The Costumes of Captain Atom

As mentioned elsewhere, Captain Atom, published by Charlton Comics, was my childhood hero. The comic is notable in that the artwork was done by Steve Ditko, before he became known for his pioneering work on Marvel's Spider-Man. While I have most of the individual Captain Atom comics, his stories were reprinted in Action Heroes Archive, Volumes 1 and 2.

In his brief run from 1960-61 and 1965-67 there were nine variants of his costume. Here are the first three.

The blue and mauve costume and ginger hair is from his first appearance in Space Adventures #33. It's likely this was a coloring mistake, as his costume is orange and gold
on the cover. The next issue shows the familiar orange and gold and the Captain has his trademark silver hair. The blue in the belt lasted one full issue and alternated between blue and black in Space Adventures #35. With Space Adventures #36 the blue was gone for good as typified by the third picture, from Captain Atom #80. The uniform is made from "Diulustel", which contains his radioactivity. Note the pointed boots. Read More...

Separated At Birth?

Fark featured a discussion on the 10 most ridiculous costumes in comic books. Someone posted a picture of the Rainbow Raider, a nemesis of the Flash. The Rainbow Raider's costume looked somewhat familiar. Compare the costume of the Raider, who first appeared in 1980, with the costume of Dr. Spectro, an opponent of Captain Atom, who first appeared 14 years earlier in 1966.



Quis custodiet ipsos custodes?

I did.

With the release of the movie
The Watchmen I became interested in understanding the reasons behind the hype. A friend at church loaned me his copy of the graphic novel which I read over the next four days. The artwork was adequate, but not spectacular; the story was well plotted, the characters atypically complex, and the ending was satisfying. My overall reaction was that it was ok but I wasn’t compelled to see the movie.

Part of my reaction was to the sub-plot of the pirate tale. While it was woven well into the main story, it simply didn’t do anything for me. But this was a minor point compared to my indifference to the characters themselves. One of my earliest memories of comic books was reading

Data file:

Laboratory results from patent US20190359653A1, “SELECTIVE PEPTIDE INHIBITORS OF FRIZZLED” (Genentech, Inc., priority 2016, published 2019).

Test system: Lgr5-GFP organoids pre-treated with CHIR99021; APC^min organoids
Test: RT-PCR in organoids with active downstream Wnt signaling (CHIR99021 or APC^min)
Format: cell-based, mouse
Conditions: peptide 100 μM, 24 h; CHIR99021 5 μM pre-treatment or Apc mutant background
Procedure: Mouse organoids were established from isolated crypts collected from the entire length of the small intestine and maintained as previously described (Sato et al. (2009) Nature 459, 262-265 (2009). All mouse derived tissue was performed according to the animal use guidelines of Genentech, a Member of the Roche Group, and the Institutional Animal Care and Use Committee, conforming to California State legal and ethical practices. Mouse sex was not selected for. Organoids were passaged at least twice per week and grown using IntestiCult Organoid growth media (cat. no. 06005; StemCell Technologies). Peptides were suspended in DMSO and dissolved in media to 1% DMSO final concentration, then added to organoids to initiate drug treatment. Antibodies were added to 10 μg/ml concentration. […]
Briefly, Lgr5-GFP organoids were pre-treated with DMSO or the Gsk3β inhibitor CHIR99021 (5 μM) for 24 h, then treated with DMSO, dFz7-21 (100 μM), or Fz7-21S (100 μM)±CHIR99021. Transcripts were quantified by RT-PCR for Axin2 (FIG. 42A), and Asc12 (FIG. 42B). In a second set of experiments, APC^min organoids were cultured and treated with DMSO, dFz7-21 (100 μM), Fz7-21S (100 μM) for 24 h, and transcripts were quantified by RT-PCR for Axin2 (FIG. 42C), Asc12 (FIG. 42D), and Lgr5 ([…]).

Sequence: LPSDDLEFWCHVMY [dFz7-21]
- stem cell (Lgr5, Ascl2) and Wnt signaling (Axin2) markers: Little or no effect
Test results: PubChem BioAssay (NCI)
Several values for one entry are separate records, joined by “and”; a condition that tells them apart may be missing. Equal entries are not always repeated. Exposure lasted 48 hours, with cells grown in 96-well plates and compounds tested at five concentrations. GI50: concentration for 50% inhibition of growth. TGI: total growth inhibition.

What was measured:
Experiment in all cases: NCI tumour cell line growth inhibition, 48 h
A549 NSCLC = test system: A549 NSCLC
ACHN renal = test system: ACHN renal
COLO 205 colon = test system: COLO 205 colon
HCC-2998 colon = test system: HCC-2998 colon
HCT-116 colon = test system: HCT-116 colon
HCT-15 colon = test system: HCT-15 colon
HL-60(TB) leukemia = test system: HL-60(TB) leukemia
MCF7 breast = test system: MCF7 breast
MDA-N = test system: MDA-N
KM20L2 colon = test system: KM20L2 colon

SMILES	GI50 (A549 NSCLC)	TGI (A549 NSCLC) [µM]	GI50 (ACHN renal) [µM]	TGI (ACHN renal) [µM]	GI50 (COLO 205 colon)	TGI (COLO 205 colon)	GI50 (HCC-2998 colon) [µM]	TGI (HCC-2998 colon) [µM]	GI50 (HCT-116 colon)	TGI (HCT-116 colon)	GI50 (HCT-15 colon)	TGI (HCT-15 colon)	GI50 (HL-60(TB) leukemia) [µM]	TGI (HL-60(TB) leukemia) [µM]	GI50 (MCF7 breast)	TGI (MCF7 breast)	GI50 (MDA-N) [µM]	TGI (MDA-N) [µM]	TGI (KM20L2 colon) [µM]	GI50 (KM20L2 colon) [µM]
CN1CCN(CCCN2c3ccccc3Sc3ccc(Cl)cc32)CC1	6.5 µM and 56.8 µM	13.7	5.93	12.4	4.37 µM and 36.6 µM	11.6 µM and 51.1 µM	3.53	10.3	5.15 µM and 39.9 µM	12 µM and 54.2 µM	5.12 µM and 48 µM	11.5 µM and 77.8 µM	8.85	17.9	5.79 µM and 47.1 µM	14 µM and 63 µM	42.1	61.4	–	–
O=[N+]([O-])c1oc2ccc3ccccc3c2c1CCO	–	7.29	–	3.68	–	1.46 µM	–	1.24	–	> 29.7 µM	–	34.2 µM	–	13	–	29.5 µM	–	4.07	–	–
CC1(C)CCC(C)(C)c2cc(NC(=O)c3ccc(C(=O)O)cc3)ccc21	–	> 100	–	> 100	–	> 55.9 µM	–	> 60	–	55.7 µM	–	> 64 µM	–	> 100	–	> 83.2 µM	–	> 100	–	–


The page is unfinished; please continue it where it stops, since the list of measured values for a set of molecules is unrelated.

Captain Atom in Charlton’s Strange Suspense Stories, certainly issue #77 and possibly #76, in 1965 when I was ten. So I have a soft spot in my heart for Captain Atom and, later, Blue Beetle. To a lesser extent I followed The Peacemaker and Judomaster.

The characters in
The Watchmen were shadows of the Charlton characters. Dr. Manhattan was Captain Atom recast; Rorschach was The Question; Nite Owl was Blue Beetle; The Comedian was Peacemaker; Ozymandias was Peter Cannon, Thunderbolt; and The Silk Spectre was Nightshade. Dr. Manhattan, being a poor copy, simply soured me on the story. Instead of the atomic man who explored the mysteries of space, the most powerful man in the world was paralyzed by his philosophy. I usually enjoy exploring the effects a worldview has on people, but not with my childhood hero.

But then the superdrive in my Macbook Pro stopped reliably burning dual-layer DVDs. So on a Saturday I took it to the Apple store, they had one part available, and they would try to effect the swap that day. Since they had my laptop, I looked for something to do. So I went to the movie.

I was blown away. The graphic novel came alive. The special effects were spectacular, especially
Manhattan’s “fortress of solitude” on Mars. I remember thinking, “Oh, that’s what the comic imagined.” After the fact, it was obvious, and I shouldn’t have missed it when I read the novel; but that doesn’t lessen that moment of awe. I was able to put aside the distortion of my childhood heroes and enjoy the story for itself.

It is a dark movie. The line between “good guys” and “bad guys” is sometimes nonexistent. This is a good thing, since it is true to life, even though we don’t like to admit it. There is graphic, disturbing, violence. There is graphic nudity, both male and female. One character declines to wear any sort of costume to show his disassociation with mere humans. There is graphic sex, voluntary and otherwise. The ending shows the futility of human knowledge. It may have been the author’s intent to show the futility of human existence, that left to ourselves we are doomed to suffering and strife.

But this is an old theme: compare with the book of
Ecclesiastes in the Bible. Fortunately, we have not been left to ourselves.